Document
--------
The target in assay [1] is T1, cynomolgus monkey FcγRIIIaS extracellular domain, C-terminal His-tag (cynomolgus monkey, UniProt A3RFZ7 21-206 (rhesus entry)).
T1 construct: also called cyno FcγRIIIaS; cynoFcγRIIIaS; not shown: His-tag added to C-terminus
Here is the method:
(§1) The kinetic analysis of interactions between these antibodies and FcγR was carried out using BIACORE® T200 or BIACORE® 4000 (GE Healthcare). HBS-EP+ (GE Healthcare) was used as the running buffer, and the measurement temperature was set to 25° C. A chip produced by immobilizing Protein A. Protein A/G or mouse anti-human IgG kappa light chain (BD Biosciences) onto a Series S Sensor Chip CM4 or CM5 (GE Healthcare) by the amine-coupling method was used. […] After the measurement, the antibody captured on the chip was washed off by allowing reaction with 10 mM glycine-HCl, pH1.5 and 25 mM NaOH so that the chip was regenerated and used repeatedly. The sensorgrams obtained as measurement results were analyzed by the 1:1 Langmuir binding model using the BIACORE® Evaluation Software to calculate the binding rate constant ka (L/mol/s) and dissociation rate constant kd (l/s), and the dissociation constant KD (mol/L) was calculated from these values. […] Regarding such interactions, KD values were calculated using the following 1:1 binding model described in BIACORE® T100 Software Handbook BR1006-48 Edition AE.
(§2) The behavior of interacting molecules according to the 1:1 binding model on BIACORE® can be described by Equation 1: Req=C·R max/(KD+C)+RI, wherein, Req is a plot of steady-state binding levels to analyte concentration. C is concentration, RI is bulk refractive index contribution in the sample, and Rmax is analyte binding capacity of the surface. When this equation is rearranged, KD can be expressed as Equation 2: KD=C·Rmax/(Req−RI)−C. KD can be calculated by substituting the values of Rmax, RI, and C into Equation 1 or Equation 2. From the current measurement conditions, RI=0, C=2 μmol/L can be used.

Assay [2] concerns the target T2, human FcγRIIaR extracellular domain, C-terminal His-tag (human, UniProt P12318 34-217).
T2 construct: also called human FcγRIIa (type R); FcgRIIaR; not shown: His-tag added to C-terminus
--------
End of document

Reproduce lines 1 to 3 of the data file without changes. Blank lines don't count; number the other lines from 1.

The target in assay [1] is T1, cynomolgus monkey FcγRIIIaS extracellular domain, C-terminal His-tag (cynomolgus monkey, UniProt A3RFZ7 21-206 (rhesus entry)).
T1 construct: also called cyno FcγRIIIaS; cynoFcγRIIIaS; not shown: His-tag added to C-terminus
Here is the method: